Josef Ackerman Atlantic Council Photo

Dr. Josef Ackermann, the chairman of Deutche Bank, told the Atlantic Council that the current financial crisis is a "watershed event" that may "reshape our political system."  He warned that, "Globalization is not a natural force.  It is man-made and can be undone with our own hands."

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EU and NATO: Interlocking or Interblocking?

With many of the world's navies engaged in anti-pirate patrols off the coastal waters of Somalia, it's no surprise to find French, German and Spanish frigates among them. The frigates are there, though, not under their respective national commands, but rather under that of a joint EU naval force, whose mission is to protect World Food Program vessels delivering food aid to Somalia, as well as commercial and other vessels threatened by pirates in the Gulf of Aden.

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David Smith recently argued that the peaceful demonstrations we're seeing in Georgia and the United States are a healthy part of democracy. Today's May Day violence in Turkey, Germany, and Greece show the flip side of the coin.

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Since the beginning of the modern petroleum industry around 1850, oil exports from Russia and other countries in the North Caspian have flown almost exclusively one way: west. The Baku refineries in Azerbaijan were already linked to the Batumi port on the Black Sea by a kerosene-carrying pipeline in 1906. Once the oil treasures of the Volga-Ural and West Siberia basins became known and developed, more pipelines reached out to Black Sea and Baltic ports and Central Europe. Projects to develop new fields in Russia’s Arctic have invariably been accompanied by plans to move oil west, either by tanker or by pipe. The main export lines built by Azerbaijan (BTC) and Kazakhstan (CPC) point to the west.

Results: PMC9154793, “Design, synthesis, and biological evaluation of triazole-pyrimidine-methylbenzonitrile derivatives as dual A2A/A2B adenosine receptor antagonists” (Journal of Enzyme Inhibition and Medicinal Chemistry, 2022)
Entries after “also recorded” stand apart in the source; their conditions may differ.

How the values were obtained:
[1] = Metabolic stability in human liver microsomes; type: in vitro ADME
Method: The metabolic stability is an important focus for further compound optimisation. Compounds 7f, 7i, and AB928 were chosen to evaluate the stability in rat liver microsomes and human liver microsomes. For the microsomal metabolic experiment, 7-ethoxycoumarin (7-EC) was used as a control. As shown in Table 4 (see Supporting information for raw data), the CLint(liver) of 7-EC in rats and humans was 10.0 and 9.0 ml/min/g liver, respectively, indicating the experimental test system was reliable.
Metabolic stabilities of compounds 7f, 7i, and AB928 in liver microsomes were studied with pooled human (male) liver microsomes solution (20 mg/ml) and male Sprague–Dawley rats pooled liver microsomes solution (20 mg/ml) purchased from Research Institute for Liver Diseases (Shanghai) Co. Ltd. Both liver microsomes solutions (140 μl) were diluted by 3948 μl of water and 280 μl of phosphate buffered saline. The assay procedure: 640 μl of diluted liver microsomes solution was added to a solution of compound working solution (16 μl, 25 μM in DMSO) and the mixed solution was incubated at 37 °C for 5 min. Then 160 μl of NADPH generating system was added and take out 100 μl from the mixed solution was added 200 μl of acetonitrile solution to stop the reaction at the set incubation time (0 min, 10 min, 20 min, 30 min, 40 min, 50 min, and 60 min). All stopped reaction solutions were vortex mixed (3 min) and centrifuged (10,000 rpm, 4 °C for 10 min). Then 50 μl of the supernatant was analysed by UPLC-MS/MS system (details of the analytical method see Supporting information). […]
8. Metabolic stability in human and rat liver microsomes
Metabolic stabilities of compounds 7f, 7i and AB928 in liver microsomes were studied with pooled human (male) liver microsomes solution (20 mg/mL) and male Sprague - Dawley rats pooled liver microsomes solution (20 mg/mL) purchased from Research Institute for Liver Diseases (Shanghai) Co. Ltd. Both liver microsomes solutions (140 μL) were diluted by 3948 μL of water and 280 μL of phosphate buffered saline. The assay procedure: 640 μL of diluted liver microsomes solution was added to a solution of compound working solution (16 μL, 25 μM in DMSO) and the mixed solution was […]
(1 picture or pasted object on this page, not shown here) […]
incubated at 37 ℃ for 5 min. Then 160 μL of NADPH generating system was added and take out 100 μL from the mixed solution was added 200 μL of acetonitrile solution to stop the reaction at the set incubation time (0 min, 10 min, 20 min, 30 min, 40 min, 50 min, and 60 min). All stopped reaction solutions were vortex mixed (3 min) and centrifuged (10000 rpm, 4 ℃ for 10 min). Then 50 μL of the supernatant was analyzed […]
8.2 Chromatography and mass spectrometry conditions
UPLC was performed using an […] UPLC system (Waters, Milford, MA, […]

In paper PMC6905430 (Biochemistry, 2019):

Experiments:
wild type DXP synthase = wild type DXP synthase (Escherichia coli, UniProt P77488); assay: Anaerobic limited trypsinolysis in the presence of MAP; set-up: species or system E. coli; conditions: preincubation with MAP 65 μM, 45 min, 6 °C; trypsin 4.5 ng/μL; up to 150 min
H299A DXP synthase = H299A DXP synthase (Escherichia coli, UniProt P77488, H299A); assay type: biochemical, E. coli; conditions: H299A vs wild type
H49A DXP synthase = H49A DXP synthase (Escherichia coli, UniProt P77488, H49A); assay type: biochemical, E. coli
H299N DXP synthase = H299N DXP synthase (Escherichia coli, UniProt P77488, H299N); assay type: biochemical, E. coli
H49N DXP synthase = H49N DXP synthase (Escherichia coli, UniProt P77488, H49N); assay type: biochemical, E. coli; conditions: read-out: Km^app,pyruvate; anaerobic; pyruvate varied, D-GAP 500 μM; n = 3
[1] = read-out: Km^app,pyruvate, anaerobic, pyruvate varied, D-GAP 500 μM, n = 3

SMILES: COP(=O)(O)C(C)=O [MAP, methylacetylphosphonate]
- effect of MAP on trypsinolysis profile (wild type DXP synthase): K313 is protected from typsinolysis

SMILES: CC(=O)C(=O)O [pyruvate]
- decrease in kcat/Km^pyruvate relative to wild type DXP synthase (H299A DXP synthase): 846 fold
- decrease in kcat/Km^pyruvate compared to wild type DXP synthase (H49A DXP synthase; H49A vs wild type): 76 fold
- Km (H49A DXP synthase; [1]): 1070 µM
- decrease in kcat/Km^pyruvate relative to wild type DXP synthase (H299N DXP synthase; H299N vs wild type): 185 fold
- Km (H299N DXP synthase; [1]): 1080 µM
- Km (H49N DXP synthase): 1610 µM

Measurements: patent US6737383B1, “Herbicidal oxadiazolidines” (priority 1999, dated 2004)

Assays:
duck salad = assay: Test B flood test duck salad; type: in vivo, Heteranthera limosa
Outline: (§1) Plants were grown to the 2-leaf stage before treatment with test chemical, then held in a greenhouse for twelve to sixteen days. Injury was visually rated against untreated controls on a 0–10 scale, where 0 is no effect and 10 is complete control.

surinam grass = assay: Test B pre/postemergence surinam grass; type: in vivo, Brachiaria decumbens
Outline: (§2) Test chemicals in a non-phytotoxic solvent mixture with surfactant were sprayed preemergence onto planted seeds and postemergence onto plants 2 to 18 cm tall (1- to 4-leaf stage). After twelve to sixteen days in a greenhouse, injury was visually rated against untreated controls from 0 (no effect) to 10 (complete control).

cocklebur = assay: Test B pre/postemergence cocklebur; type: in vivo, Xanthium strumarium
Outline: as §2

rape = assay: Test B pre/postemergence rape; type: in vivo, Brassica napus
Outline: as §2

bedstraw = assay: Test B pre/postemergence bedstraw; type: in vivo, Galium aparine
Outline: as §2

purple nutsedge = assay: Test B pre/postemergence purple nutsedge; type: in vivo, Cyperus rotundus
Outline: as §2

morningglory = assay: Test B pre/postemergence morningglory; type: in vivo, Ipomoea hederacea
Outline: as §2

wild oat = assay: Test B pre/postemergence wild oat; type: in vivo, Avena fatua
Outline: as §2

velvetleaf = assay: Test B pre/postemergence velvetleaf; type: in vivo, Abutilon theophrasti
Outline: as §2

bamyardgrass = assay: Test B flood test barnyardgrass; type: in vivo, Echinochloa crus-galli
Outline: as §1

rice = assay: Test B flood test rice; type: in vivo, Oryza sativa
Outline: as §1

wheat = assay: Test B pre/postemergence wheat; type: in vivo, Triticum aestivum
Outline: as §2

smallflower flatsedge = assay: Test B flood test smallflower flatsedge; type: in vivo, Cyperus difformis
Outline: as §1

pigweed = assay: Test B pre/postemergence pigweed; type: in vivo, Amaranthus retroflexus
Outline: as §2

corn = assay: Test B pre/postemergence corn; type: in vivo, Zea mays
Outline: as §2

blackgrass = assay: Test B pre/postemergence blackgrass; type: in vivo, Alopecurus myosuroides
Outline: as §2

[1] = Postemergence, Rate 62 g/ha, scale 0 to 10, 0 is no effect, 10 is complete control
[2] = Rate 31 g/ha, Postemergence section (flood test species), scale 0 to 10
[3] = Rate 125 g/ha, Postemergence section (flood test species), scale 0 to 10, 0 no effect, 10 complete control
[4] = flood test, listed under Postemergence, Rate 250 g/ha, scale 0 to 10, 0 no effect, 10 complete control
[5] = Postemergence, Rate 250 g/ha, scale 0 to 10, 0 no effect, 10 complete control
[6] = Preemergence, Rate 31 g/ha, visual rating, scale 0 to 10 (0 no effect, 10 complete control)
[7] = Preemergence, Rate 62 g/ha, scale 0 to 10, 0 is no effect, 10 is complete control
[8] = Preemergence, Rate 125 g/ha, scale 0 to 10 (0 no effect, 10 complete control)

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 The expulsion of two Russian diplomats from the nation’s mission to NATO will surely put a damper in recent attempts to thaw relations.  Yesterday’s confirmation of the action comes only one day after the first resumption of formal talks between NATO and Russian representatives since last summer’s war with Georgia.  The talks were meant to ease tensions, but, so far, have only proved to escalate them.

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President George H.W. Bush was presented the 2009 Atlantic Council Distinguished International Leadership Award by Defense Secretary Bob Gates, who served as Deputy National Security Advisor and later CIA Director in his administration.

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General David Petraeus, in his acceptance speech for the Atlantic Council's 2009 Distinguished Military Leader Award, proclaimed that he is "a huge believer in the importance of the Alliance" but warned that NATO "now faces a very urgent moment."

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At the 2008 awards dinner, the Atlantic Council honored Tony Blair, Rupert Murdoch, Mike Mullen, and Evgeny Kissin.  We had the likes of Colin Powell and Henry Kissinger introducing the introducers.   It was inconceivable that we would be able to top that.  And, yet, we did just that last night.

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NATO and Russia today resumed formal relations, which were broken off in the aftermath of Russia's invasion of Georgia.

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DC Tea Party Protests

When there is interesting news from just down the road, most people focus on that, largely ignoring events in other countries.  But in our globalized world, a few keystrokes put us in touch with London, Paris, Rome or New York.  Google is marvelous.  A few hops around cyber space yield two observations.   First, almost everyone in England, France, Italy and America is paying attention to their own news.  Second, much of that news is about protests, which are normal democratic phenomena.

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